Sports Aren’t Just for Competition
April 9, 2020
Pictured: Student-athletes faced the freezing water temperatures for the Polar Plunge in early February 2020, raising money for the Make-A-Wish Foundation.
New York Tech earned a top 10 finish in the fall 2019 NCAA Team Works and Helper Helper Challenge, an annual competition to get student-athletes across America more involved in their communities. Tech also came in second place for volunteer work among all East Coast Conference schools.
New York Tech student-athletes logged 3,412 hours of community service since July 1, 2019.
The Tech men’s lacrosse team logged the most hours with 810 hours. Baseball was second with 591 hours, and the indoor and outdoor track and field teams followed with 589 and 533 hours, respectively. The total impact of the 3,412 hours was more than $86,000.
“Not only do we have an outstanding group of young men on the field but off the field [they’re] even better. We are always stressing to give back, and this is one of the ways all of the guys give back, among others,” said Bill Dunn, head coach of the men’s lacrosse team. “Part of being a member of this program is working in the community, and everyone knows that coming in as a freshman.”
In early February, Bears’ student-athletes volunteered 540 hours with the League of Yes and 483 hours for the Polar Bear Plunge that benefitted the Make-A-Wish Foundation, making these the two highest causes that Tech student-athletes supported.
Members of the men’s and women’s lacrosse teams volunteered at the Juvenile Diabetes Research Foundation One Walk in October 2019.
“[First baseman] Nick Tedesco is the guy on the team that spearheads most of the community service. Nick has a relationship with the League of YES and lets me know when and where they have events that fit our schedule,” said Frank Catalanotto, baseball head coach. “The team loves to be involved in the various activities we do throughout the year. Whenever we do community service, each guy, to a man, is engaged and participates. The smiles the team can put on faces of people that are there is heartwarming.”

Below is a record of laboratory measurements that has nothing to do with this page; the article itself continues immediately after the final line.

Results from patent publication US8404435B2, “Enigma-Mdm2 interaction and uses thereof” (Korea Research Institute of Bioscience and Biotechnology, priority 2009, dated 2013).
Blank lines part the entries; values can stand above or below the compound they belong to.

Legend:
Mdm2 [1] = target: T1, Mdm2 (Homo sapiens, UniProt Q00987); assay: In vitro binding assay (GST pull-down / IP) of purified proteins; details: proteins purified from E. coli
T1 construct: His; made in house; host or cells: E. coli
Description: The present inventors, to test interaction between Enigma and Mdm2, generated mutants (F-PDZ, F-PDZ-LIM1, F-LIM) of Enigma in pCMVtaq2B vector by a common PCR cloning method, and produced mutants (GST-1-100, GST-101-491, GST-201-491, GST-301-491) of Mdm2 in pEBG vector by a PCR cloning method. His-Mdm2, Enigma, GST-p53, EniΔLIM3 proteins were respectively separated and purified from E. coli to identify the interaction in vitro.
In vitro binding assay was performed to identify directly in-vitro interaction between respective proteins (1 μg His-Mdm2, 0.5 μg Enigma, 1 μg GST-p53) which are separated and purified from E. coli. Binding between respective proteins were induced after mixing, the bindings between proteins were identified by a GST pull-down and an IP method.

Tech cross country and track and field student-athlete Heidi Abrahamsen logged the most hours on an individual basis, logging in at 83 hours.
“Volunteering has always come naturally to me; I always look to help others [in the way] I would want to be helped, how you treat others [in the way] you would want to be treated,” she said. “Besides the countless hours devoted to education and team practices, we believe that volunteering builds character. Volunteering shows that student-athletes here at Tech go above and beyond by being more than just a student going to class or an athlete on the field but individuals who like to use their time to the best of their ability.”
Charity races, youth clinics, Relay for Life, the Juvenile Diabetes Research Foundation’s One Walk, hospital visits, New York Tech move-in day, holiday cards, Day of Giving, and visiting nursing homes on Long Island were among the initiatives that benefitted from hours volunteered by Bears student-athletes.
“New York Tech women’s lacrosse understands the importance of giving back to the community. This program puts in many hours each year helping those who are in need,” said Kerri Handras, women’s lacrosse head coach. “They always go above and beyond what is expected of them. Selfless acts of kindness and their willingness to donate their time and services is what makes this team so special. I am very proud of all their hard work on and off the field.”
“The importance of our team’s community service is to provide an opportunity for our student-athletes to become ambassadors and become members of the community by giving back to those who need assistance,” said Lenroy Raffington, track and field head coach. “This will have a positive impact on our student-athletes from which they will gain life skills, knowledge, and a sense of responsibility to their community.”